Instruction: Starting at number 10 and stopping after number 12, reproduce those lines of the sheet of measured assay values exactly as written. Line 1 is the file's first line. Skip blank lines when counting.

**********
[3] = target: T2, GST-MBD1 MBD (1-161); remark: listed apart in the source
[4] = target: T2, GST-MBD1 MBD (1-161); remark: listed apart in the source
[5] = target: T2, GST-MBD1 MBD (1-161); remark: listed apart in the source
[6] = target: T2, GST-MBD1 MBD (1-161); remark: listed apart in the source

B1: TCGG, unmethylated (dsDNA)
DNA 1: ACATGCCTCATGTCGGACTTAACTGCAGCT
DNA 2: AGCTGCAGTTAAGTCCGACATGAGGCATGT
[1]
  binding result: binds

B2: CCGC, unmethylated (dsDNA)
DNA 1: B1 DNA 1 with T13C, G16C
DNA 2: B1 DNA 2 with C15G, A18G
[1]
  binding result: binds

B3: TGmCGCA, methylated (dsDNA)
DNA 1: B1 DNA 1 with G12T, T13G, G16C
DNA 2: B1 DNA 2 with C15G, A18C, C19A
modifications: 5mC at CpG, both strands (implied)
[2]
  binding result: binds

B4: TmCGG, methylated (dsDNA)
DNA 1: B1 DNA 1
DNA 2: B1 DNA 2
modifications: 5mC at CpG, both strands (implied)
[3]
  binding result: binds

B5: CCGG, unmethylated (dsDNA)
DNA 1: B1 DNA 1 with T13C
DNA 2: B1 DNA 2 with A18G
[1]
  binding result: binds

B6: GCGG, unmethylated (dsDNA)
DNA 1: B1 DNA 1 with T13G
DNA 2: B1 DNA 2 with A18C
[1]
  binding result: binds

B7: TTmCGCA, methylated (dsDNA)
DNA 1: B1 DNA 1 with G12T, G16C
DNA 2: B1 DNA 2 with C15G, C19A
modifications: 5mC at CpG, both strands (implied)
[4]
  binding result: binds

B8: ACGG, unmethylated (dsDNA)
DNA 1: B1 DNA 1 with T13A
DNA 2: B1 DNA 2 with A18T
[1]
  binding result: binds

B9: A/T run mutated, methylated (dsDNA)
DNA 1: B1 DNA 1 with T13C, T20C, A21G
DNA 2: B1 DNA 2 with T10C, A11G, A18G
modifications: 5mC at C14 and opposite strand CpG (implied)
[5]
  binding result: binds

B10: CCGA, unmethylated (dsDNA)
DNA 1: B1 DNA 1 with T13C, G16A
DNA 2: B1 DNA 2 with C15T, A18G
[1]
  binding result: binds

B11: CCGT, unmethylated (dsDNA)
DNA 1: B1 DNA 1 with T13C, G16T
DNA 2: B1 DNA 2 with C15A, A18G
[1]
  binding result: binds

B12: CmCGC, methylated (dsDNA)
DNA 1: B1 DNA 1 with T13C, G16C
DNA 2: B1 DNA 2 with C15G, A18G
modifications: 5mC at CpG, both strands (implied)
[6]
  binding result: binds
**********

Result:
B2: CCGC, unmethylated (dsDNA)
DNA 1: B1 DNA 1 with T13C, G16C
DNA 2: B1 DNA 2 with C15G, A18G